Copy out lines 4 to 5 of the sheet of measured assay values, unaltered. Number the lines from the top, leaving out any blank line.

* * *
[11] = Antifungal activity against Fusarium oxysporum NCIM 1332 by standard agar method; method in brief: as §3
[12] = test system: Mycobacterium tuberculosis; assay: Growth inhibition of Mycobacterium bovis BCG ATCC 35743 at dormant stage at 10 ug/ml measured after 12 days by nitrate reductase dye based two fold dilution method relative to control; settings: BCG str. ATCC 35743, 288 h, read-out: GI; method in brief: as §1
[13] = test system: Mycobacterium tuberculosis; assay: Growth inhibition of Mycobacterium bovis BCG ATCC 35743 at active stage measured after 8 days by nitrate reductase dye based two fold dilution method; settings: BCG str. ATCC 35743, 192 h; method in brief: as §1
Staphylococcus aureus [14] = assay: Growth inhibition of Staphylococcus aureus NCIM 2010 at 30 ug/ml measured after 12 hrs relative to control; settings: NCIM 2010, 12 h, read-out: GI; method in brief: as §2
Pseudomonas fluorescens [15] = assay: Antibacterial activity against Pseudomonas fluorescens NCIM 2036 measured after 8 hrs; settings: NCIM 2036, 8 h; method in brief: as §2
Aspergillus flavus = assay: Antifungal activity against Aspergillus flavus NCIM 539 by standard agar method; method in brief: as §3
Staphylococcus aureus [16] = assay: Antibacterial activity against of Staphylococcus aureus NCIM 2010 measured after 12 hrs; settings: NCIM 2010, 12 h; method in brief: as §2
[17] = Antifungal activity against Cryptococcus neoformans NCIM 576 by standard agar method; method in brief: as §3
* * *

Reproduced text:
Staphylococcus aureus [14] = assay: Growth inhibition of Staphylococcus aureus NCIM 2010 at 30 ug/ml measured after 12 hrs relative to control; settings: NCIM 2010, 12 h, read-out: GI; method in brief: as §2
Pseudomonas fluorescens [15] = assay: Antibacterial activity against Pseudomonas fluorescens NCIM 2036 measured after 8 hrs; settings: NCIM 2036, 8 h; method in brief: as §2